The Incoherence of the Incoherent

| September 2, 2008

[with apologies to Averroes (aka Ab ‘l-Wald Muammad ibn Amad ibn Rushd)]

I have been a registered Democrat since turning 18 in 1971, though over the past 20 years, I have often wondered why. The best answer: every time I consider registering as a Republican, some major Republican (or group thereof) does something so profoundly stupid or appalling that I can’t bring myself to switch parties. My most recent reason has been the gutless, self-serving and self-defeating behavior of Congressional Republicans over the past 4 years.

But I digress. As a Democrat, I have over the past 16 years — since the nomination and election of Bill Clinton in 1992 — watched my own party define its ethical standards and behavior downward, committing virtually every bad act of which they constantly accuse conservatives (it’s called “projection“). I thought I had ceased to be surprised by both the viciousness and the sheer, rank hypocrisy of both Democratic leaders and much of the Left’s rank and file, not to mention their handmaiden, the mainstream media.

But this weekend has surprised even me.

The Democrats like to complain about “the politics of personal destruction”, even as they have mastered it (again, since Bill Clinton’s ascension in 1992). But the absolute frothing rage and vile, hypocritical and/or false attacks that have followed hard upon the announcement of Sarah Palin as the GOP Vice-Presidential candidate have left me appalled beyond words. The Left has shown once again that no one surpasses them at their willingness to utterly trash anyone — especially women and minorities — who defy or threaten them.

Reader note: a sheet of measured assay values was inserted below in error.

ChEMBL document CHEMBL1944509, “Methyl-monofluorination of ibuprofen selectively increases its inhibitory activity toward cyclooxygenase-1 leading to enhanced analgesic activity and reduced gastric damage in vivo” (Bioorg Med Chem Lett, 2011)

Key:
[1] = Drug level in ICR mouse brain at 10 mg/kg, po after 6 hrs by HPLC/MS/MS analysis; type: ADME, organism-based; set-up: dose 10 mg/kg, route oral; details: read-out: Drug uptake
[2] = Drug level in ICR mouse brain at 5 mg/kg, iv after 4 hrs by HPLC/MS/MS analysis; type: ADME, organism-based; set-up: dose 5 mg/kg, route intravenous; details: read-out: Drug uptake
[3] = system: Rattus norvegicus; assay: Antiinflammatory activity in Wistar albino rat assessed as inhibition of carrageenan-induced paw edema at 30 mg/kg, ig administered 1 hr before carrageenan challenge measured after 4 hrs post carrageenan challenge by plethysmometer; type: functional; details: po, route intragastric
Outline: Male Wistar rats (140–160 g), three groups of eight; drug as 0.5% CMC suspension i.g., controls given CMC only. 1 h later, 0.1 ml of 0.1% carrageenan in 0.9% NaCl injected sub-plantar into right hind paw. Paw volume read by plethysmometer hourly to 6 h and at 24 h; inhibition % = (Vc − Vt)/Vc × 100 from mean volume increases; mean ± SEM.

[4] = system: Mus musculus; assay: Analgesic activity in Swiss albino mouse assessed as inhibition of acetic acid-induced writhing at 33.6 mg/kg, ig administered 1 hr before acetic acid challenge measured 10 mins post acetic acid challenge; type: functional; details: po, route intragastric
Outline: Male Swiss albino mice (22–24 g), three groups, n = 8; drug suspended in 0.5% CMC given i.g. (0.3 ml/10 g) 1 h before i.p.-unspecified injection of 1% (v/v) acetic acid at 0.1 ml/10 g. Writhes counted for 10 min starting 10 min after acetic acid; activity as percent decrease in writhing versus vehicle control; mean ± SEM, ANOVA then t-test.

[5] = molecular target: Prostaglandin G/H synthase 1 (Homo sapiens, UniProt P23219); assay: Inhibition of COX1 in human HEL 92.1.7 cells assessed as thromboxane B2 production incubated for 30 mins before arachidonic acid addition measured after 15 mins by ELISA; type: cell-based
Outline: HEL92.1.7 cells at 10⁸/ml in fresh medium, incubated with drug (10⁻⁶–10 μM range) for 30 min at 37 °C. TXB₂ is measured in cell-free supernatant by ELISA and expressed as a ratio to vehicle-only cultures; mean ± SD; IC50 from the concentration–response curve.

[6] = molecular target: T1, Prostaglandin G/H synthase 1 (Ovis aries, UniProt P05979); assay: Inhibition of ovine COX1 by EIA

Here’s a simple thought experiement: suppose that Sarah Palin were a Democrat and had been chosen by Barack Obama as his VP candidate. Virutally everything that the Left is attacking Sarah Palin on right now would instead be touted as “real-world experience and understanding”, especially her time as mayor of a small town in Alaska.  They would fiercly mock any criticism, however mild, of Bristol’s pregnancy; they would tout Sarah’s choice to keep Trig (their Down’s Syndrome child) as showing how much of a ‘big tent’ the Democratic party has; and they would shout to the heavens Palin’s reformist credentials, particularly her fight against corrupt Republicans in Alaskan government.

Sarah Palin’s only real sin is that she’s a Republican. And the sheer virulance of the Left’s reaction to her shows how utterly terrified they are of her. If she really were a poor choice, a desperate choice, a lightweight choice, the Democrats would rub their hands with glee and thank the political gods for such a dumb choice. They would simply let the GOP ticket fail on its own, taking the high road (assuming the Democrats even know any more what the “high road” is). But the vicious, over-the-top, incoherent rage of the incoherent Left shows that Palin is anything but a lightweight, anything but a poor choice. She is, they fear, a second Reagan, one shaped for the 21st Century. Their nightmare is that if McCain/Palin win in November, they may have lost the White House for the next 8 to 16 years.

So they have to destroy her, smear her name, build up a negative image of her and her family in the public’s mind, before anyone gets to know her. And this means passing the stupidest, most vile rumors; being profoundly (and hypocritically) anti-feminist and misogynist in their attacks against her and her family; and generally lowering their political ethics beyond even their usual Stygian depths.

I can no longer bear, in even a ‘DINO’ sort of way, to be associated with the Democratic Party; whatever hopes I had that Barack Obama may actually represent something new are gone, notwithstanding what I thought was an outstanding talk last week. And for all the stupidities of the Republican Party — past, present, and probably future — the selection and nomination of Sarah Palin gives me hope for the future of the GOP.

All this is why I’ve added a new ‘to do’ item to an already busy list for this week. I just downloaded a voter registration/change of information form, filled it out, and printed it; I’ll be mailing it to the Douglas County Clerk & Recorder tomorrow.

And for the first time in my life, after 37 years as a Democrat, I will be a Republican.

..bruce w..

[UPDATED 09/04/08 — 0654 MDT]